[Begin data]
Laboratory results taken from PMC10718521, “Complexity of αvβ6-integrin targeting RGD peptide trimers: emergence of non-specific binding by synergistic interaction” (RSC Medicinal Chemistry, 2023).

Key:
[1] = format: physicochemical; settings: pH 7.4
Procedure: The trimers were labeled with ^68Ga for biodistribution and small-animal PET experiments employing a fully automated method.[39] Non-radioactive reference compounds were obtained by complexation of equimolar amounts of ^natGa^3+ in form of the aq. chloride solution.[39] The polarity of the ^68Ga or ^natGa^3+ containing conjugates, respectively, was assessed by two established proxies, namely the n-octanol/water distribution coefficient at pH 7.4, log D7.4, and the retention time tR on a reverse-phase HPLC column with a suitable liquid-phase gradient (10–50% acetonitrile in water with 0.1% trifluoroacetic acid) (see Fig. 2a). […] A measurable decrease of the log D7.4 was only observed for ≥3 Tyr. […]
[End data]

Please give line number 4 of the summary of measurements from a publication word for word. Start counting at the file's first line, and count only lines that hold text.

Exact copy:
Procedure: The trimers were labeled with ^68Ga for biodistribution and small-animal PET experiments employing a fully automated method.[39] Non-radioactive reference compounds were obtained by complexation of equimolar amounts of ^natGa^3+ in form of the aq. chloride solution.[39] The polarity of the ^68Ga or ^natGa^3+ containing conjugates, respectively, was assessed by two established proxies, namely the n-octanol/water distribution coefficient at pH 7.4, log D7.4, and the retention time tR on a reverse-phase HPLC column with a suitable liquid-phase gradient (10–50% acetonitrile in water with 0.1% trifluoroacetic acid) (see Fig. 2a). […] A measurable decrease of the log D7.4 was only observed for ≥3 Tyr. […]